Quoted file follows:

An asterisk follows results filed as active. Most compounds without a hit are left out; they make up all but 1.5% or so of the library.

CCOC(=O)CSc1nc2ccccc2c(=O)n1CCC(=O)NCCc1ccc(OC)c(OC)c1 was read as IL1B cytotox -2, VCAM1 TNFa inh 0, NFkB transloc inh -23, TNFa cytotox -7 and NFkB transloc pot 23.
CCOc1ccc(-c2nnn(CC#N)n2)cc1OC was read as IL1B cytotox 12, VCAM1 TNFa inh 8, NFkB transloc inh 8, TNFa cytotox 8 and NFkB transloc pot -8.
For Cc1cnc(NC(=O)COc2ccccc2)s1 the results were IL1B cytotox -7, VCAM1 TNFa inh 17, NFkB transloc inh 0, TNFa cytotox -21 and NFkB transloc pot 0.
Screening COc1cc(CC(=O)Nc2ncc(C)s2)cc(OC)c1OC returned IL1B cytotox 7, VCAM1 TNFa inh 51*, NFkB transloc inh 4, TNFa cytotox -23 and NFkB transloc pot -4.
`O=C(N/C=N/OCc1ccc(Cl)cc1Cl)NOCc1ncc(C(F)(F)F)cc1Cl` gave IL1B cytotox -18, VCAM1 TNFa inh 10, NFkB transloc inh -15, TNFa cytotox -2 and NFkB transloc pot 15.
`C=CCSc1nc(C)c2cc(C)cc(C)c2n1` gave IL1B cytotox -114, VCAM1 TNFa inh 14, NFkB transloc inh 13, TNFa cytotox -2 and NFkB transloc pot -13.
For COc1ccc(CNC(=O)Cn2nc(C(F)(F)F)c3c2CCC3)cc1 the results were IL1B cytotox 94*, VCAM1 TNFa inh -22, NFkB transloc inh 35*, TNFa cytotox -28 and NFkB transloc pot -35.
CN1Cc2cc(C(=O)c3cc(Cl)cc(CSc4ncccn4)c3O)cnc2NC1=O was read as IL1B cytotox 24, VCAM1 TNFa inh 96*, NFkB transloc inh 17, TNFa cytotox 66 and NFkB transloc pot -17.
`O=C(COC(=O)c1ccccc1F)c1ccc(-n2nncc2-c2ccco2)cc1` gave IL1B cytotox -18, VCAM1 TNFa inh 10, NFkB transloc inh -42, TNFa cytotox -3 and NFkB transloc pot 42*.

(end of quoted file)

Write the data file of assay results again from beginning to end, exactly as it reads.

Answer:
An asterisk follows results filed as active. Most compounds without a hit are left out; they make up all but 1.5% or so of the library.

CCOC(=O)CSc1nc2ccccc2c(=O)n1CCC(=O)NCCc1ccc(OC)c(OC)c1 was read as IL1B cytotox -2, VCAM1 TNFa inh 0, NFkB transloc inh -23, TNFa cytotox -7 and NFkB transloc pot 23.
CCOc1ccc(-c2nnn(CC#N)n2)cc1OC was read as IL1B cytotox 12, VCAM1 TNFa inh 8, NFkB transloc inh 8, TNFa cytotox 8 and NFkB transloc pot -8.
For Cc1cnc(NC(=O)COc2ccccc2)s1 the results were IL1B cytotox -7, VCAM1 TNFa inh 17, NFkB transloc inh 0, TNFa cytotox -21 and NFkB transloc pot 0.
Screening COc1cc(CC(=O)Nc2ncc(C)s2)cc(OC)c1OC returned IL1B cytotox 7, VCAM1 TNFa inh 51*, NFkB transloc inh 4, TNFa cytotox -23 and NFkB transloc pot -4.
`O=C(N/C=N/OCc1ccc(Cl)cc1Cl)NOCc1ncc(C(F)(F)F)cc1Cl` gave IL1B cytotox -18, VCAM1 TNFa inh 10, NFkB transloc inh -15, TNFa cytotox -2 and NFkB transloc pot 15.
`C=CCSc1nc(C)c2cc(C)cc(C)c2n1` gave IL1B cytotox -114, VCAM1 TNFa inh 14, NFkB transloc inh 13, TNFa cytotox -2 and NFkB transloc pot -13.
For COc1ccc(CNC(=O)Cn2nc(C(F)(F)F)c3c2CCC3)cc1 the results were IL1B cytotox 94*, VCAM1 TNFa inh -22, NFkB transloc inh 35*, TNFa cytotox -28 and NFkB transloc pot -35.
CN1Cc2cc(C(=O)c3cc(Cl)cc(CSc4ncccn4)c3O)cnc2NC1=O was read as IL1B cytotox 24, VCAM1 TNFa inh 96*, NFkB transloc inh 17, TNFa cytotox 66 and NFkB transloc pot -17.
`O=C(COC(=O)c1ccccc1F)c1ccc(-n2nncc2-c2ccco2)cc1` gave IL1B cytotox -18, VCAM1 TNFa inh 10, NFkB transloc inh -42, TNFa cytotox -3 and NFkB transloc pot 42*.